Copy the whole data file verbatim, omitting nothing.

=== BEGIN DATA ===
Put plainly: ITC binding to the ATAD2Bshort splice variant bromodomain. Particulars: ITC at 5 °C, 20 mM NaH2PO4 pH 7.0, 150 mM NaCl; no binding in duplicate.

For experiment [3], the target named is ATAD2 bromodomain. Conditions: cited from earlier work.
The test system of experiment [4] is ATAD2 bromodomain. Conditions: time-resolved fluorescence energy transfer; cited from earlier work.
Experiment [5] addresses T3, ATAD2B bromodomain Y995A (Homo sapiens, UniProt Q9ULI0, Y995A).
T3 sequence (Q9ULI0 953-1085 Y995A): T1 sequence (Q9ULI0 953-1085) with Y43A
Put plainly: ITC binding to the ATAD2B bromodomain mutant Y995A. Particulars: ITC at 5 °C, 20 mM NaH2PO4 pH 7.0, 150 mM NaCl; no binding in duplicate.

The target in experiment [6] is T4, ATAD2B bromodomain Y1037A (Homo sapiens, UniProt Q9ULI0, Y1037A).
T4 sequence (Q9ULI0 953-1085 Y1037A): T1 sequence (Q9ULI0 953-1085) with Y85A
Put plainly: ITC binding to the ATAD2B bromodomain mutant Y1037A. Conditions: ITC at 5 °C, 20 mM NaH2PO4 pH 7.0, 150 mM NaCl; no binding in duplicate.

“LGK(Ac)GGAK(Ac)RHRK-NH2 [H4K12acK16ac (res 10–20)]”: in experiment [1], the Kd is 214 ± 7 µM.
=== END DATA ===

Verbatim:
Put plainly: ITC binding to the ATAD2Bshort splice variant bromodomain. Particulars: ITC at 5 °C, 20 mM NaH2PO4 pH 7.0, 150 mM NaCl; no binding in duplicate.

For experiment [3], the target named is ATAD2 bromodomain. Conditions: cited from earlier work.
The test system of experiment [4] is ATAD2 bromodomain. Conditions: time-resolved fluorescence energy transfer; cited from earlier work.
Experiment [5] addresses T3, ATAD2B bromodomain Y995A (Homo sapiens, UniProt Q9ULI0, Y995A).
T3 sequence (Q9ULI0 953-1085 Y995A): T1 sequence (Q9ULI0 953-1085) with Y43A
Put plainly: ITC binding to the ATAD2B bromodomain mutant Y995A. Particulars: ITC at 5 °C, 20 mM NaH2PO4 pH 7.0, 150 mM NaCl; no binding in duplicate.

The target in experiment [6] is T4, ATAD2B bromodomain Y1037A (Homo sapiens, UniProt Q9ULI0, Y1037A).
T4 sequence (Q9ULI0 953-1085 Y1037A): T1 sequence (Q9ULI0 953-1085) with Y85A
Put plainly: ITC binding to the ATAD2B bromodomain mutant Y1037A. Conditions: ITC at 5 °C, 20 mM NaH2PO4 pH 7.0, 150 mM NaCl; no binding in duplicate.

“LGK(Ac)GGAK(Ac)RHRK-NH2 [H4K12acK16ac (res 10–20)]”: in experiment [1], the Kd is 214 ± 7 µM.